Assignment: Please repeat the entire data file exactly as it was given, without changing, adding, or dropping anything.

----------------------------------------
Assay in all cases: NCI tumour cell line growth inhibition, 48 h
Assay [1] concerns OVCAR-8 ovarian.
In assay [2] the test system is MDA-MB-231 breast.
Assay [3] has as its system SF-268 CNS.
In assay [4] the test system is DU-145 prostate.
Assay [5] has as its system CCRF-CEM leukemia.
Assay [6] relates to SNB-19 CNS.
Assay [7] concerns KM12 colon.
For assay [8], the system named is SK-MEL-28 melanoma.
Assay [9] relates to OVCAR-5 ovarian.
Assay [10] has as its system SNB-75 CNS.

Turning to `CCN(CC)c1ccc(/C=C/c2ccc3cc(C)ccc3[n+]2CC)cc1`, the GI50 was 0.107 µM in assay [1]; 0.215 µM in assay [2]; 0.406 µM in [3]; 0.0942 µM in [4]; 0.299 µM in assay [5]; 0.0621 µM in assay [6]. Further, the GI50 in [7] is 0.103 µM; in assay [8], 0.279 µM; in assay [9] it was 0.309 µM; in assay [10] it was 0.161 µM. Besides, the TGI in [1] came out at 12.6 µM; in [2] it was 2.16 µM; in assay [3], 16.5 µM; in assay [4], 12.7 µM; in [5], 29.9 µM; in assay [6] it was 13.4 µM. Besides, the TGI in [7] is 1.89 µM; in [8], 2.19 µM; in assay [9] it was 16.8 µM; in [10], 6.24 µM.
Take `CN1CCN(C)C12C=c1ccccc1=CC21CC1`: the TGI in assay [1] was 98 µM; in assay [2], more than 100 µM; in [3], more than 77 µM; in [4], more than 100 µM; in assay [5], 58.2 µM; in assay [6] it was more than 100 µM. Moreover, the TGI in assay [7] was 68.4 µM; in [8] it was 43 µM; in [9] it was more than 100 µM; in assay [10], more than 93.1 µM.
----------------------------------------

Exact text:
Assay in all cases: NCI tumour cell line growth inhibition, 48 h
Assay [1] concerns OVCAR-8 ovarian.
In assay [2] the test system is MDA-MB-231 breast.
Assay [3] has as its system SF-268 CNS.
In assay [4] the test system is DU-145 prostate.
Assay [5] has as its system CCRF-CEM leukemia.
Assay [6] relates to SNB-19 CNS.
Assay [7] concerns KM12 colon.
For assay [8], the system named is SK-MEL-28 melanoma.
Assay [9] relates to OVCAR-5 ovarian.
Assay [10] has as its system SNB-75 CNS.

Turning to `CCN(CC)c1ccc(/C=C/c2ccc3cc(C)ccc3[n+]2CC)cc1`, the GI50 was 0.107 µM in assay [1]; 0.215 µM in assay [2]; 0.406 µM in [3]; 0.0942 µM in [4]; 0.299 µM in assay [5]; 0.0621 µM in assay [6]. Further, the GI50 in [7] is 0.103 µM; in assay [8], 0.279 µM; in assay [9] it was 0.309 µM; in assay [10] it was 0.161 µM. Besides, the TGI in [1] came out at 12.6 µM; in [2] it was 2.16 µM; in assay [3], 16.5 µM; in assay [4], 12.7 µM; in [5], 29.9 µM; in assay [6] it was 13.4 µM. Besides, the TGI in [7] is 1.89 µM; in [8], 2.19 µM; in assay [9] it was 16.8 µM; in [10], 6.24 µM.
Take `CN1CCN(C)C12C=c1ccccc1=CC21CC1`: the TGI in assay [1] was 98 µM; in assay [2], more than 100 µM; in [3], more than 77 µM; in [4], more than 100 µM; in assay [5], 58.2 µM; in assay [6] it was more than 100 µM. Moreover, the TGI in assay [7] was 68.4 µM; in [8] it was 43 µM; in [9] it was more than 100 µM; in assay [10], more than 93.1 µM.